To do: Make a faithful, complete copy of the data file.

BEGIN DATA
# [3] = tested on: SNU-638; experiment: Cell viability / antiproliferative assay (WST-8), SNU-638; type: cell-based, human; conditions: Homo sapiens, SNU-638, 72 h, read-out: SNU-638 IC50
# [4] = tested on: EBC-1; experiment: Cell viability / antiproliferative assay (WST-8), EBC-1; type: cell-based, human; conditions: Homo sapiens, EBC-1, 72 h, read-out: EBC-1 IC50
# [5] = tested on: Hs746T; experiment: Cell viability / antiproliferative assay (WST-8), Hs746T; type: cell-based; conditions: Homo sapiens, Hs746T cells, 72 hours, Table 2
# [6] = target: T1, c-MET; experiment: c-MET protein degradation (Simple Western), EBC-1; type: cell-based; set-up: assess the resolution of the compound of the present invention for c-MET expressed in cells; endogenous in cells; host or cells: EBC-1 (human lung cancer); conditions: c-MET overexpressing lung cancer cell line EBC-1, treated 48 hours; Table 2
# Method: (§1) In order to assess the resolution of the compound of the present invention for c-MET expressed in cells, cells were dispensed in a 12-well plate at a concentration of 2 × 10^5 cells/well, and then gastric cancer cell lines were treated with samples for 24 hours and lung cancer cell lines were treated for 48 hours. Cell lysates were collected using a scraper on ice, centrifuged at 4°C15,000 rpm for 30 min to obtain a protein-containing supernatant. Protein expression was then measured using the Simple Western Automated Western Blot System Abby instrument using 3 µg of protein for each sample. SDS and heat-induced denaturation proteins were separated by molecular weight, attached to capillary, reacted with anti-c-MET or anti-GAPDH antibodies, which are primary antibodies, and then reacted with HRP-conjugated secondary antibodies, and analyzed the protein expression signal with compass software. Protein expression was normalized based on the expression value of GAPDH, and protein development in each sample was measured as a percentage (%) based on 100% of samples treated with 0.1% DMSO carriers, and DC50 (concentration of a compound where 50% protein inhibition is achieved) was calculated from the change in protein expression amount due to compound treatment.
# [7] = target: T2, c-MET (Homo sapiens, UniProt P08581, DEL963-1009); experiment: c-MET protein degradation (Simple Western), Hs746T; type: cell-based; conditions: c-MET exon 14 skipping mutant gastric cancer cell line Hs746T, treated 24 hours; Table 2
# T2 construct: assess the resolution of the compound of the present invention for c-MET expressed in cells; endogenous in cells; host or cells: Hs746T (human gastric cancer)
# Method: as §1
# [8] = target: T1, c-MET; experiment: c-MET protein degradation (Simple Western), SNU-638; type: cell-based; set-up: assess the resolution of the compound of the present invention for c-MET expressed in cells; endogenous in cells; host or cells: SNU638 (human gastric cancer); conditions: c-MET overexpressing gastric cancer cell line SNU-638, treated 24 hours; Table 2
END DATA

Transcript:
# [3] = tested on: SNU-638; experiment: Cell viability / antiproliferative assay (WST-8), SNU-638; type: cell-based, human; conditions: Homo sapiens, SNU-638, 72 h, read-out: SNU-638 IC50
# [4] = tested on: EBC-1; experiment: Cell viability / antiproliferative assay (WST-8), EBC-1; type: cell-based, human; conditions: Homo sapiens, EBC-1, 72 h, read-out: EBC-1 IC50
# [5] = tested on: Hs746T; experiment: Cell viability / antiproliferative assay (WST-8), Hs746T; type: cell-based; conditions: Homo sapiens, Hs746T cells, 72 hours, Table 2
# [6] = target: T1, c-MET; experiment: c-MET protein degradation (Simple Western), EBC-1; type: cell-based; set-up: assess the resolution of the compound of the present invention for c-MET expressed in cells; endogenous in cells; host or cells: EBC-1 (human lung cancer); conditions: c-MET overexpressing lung cancer cell line EBC-1, treated 48 hours; Table 2
# Method: (§1) In order to assess the resolution of the compound of the present invention for c-MET expressed in cells, cells were dispensed in a 12-well plate at a concentration of 2 × 10^5 cells/well, and then gastric cancer cell lines were treated with samples for 24 hours and lung cancer cell lines were treated for 48 hours. Cell lysates were collected using a scraper on ice, centrifuged at 4°C15,000 rpm for 30 min to obtain a protein-containing supernatant. Protein expression was then measured using the Simple Western Automated Western Blot System Abby instrument using 3 µg of protein for each sample. SDS and heat-induced denaturation proteins were separated by molecular weight, attached to capillary, reacted with anti-c-MET or anti-GAPDH antibodies, which are primary antibodies, and then reacted with HRP-conjugated secondary antibodies, and analyzed the protein expression signal with compass software. Protein expression was normalized based on the expression value of GAPDH, and protein development in each sample was measured as a percentage (%) based on 100% of samples treated with 0.1% DMSO carriers, and DC50 (concentration of a compound where 50% protein inhibition is achieved) was calculated from the change in protein expression amount due to compound treatment.
# [7] = target: T2, c-MET (Homo sapiens, UniProt P08581, DEL963-1009); experiment: c-MET protein degradation (Simple Western), Hs746T; type: cell-based; conditions: c-MET exon 14 skipping mutant gastric cancer cell line Hs746T, treated 24 hours; Table 2
# T2 construct: assess the resolution of the compound of the present invention for c-MET expressed in cells; endogenous in cells; host or cells: Hs746T (human gastric cancer)
# Method: as §1
# [8] = target: T1, c-MET; experiment: c-MET protein degradation (Simple Western), SNU-638; type: cell-based; set-up: assess the resolution of the compound of the present invention for c-MET expressed in cells; endogenous in cells; host or cells: SNU638 (human gastric cancer); conditions: c-MET overexpressing gastric cancer cell line SNU-638, treated 24 hours; Table 2